50 F.3d 1530 (10th Cir. 1995), 94-1041, United States v. Colorado & Eastern R. Co.
|Docket Nº:||94-1041, 93-1422.|
|Citation:||50 F.3d 1530|
|Party Name:||UNITED STATES of America, Plaintiff, v. COLORADO & EASTERN RAILROAD COMPANY, Defendant-Appellant. FARMLAND INDUSTRIES, INC., Defendant-Appellee, and Maytag Corporation, McKesson Corporation, Defendants, v. Gary W. FLANDERS; Great Northern Transportation Company, Third-Party Defendants-Appellants.|
|Case Date:||March 17, 1995|
|Court:||United States Courts of Appeals, Court of Appeals for the Tenth Circuit|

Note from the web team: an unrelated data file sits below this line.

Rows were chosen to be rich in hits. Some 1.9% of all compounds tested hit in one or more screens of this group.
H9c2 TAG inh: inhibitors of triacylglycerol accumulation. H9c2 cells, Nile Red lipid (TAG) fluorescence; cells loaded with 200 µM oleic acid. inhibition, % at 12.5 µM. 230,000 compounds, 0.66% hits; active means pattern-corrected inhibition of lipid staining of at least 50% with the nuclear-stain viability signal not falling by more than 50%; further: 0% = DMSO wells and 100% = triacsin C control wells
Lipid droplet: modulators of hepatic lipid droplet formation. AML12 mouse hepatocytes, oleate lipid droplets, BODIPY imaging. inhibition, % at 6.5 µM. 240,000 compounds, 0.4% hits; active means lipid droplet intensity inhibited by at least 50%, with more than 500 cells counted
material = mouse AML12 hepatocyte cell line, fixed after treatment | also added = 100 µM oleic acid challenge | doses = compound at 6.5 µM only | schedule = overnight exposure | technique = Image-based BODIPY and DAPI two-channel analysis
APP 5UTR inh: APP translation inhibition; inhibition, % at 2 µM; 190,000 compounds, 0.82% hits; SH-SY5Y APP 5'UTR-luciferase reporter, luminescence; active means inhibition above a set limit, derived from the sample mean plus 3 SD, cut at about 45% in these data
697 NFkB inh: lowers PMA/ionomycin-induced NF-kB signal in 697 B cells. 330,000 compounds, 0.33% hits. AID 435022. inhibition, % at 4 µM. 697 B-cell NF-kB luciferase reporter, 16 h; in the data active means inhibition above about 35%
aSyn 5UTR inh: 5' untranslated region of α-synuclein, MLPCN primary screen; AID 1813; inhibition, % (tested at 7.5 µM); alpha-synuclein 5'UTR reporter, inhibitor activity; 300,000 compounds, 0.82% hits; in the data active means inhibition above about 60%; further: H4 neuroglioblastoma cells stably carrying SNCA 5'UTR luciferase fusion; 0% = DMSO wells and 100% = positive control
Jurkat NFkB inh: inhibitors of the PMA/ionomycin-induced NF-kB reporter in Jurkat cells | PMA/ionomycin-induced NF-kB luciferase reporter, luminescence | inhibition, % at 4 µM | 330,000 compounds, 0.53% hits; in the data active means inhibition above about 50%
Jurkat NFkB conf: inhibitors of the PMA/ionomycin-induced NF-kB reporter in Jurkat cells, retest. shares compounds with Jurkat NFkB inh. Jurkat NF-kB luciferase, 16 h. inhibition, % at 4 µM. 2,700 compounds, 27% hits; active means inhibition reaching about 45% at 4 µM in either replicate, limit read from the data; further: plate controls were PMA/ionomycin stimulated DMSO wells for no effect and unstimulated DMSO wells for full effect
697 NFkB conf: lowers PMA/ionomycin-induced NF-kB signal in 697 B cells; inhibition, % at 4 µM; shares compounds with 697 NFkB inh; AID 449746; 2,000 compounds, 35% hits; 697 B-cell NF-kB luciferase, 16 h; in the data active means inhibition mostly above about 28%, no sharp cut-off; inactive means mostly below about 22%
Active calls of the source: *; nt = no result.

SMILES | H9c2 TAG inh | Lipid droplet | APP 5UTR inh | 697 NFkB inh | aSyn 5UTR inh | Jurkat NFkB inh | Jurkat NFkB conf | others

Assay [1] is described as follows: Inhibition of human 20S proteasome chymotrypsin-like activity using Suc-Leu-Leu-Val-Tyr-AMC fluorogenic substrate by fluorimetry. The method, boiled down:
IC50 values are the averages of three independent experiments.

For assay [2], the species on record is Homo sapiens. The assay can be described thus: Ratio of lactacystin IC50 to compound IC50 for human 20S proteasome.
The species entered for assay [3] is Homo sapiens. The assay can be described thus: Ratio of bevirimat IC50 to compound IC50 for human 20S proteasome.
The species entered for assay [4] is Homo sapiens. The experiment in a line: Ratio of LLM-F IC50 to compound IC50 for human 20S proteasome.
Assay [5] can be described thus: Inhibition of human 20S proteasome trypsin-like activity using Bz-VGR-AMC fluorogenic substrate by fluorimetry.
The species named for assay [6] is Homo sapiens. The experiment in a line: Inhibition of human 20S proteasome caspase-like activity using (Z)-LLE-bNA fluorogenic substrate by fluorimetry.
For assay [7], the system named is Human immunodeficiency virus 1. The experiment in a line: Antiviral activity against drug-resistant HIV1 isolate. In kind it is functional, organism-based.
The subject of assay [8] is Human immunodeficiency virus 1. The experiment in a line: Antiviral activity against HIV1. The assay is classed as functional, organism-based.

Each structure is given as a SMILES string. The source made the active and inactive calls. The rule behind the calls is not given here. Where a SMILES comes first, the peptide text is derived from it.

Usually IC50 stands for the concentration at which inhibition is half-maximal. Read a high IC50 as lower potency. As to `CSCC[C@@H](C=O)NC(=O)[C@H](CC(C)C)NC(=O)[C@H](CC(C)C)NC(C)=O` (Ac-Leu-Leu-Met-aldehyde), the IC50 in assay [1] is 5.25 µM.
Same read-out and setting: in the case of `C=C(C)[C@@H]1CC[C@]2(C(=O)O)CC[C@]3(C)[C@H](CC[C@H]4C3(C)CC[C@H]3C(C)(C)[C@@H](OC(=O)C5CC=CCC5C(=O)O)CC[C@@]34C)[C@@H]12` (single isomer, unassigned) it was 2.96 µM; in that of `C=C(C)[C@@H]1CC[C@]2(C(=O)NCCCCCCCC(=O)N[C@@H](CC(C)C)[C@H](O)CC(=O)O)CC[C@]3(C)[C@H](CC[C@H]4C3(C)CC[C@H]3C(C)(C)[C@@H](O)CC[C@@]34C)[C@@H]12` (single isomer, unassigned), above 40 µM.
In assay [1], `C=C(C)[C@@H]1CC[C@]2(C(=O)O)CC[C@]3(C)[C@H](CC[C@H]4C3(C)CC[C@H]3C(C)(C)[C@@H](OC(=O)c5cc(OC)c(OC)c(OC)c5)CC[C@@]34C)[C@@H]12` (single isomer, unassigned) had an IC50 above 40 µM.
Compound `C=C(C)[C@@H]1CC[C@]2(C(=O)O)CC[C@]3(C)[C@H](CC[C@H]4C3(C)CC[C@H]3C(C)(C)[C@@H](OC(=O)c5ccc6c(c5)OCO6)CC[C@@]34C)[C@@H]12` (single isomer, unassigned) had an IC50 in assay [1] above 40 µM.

[Copyrighted Material Omitted]
Wayne B. Schroeder (Ronald L. Fano with him on the brief) of Grimshaw & Harring, P.C., Denver, CO, for appellee.
Katherine L. Letson (Timothy R. Gablehouse, Joshua B. Epel and Karina M. Thomas with her on the brief) of Gablehouse, Epel & Letson, Denver, CO, for appellants.
Before ANDERSON, FAIRCHILD [*], and BARRETT, Circuit Judges.
OPINION ON REHEARING
BARRETT, Senior Circuit Judge.
Appellee's petition for rehearing is granted in part. This court's prior opinion, filed November 17, 1994, is withdrawn.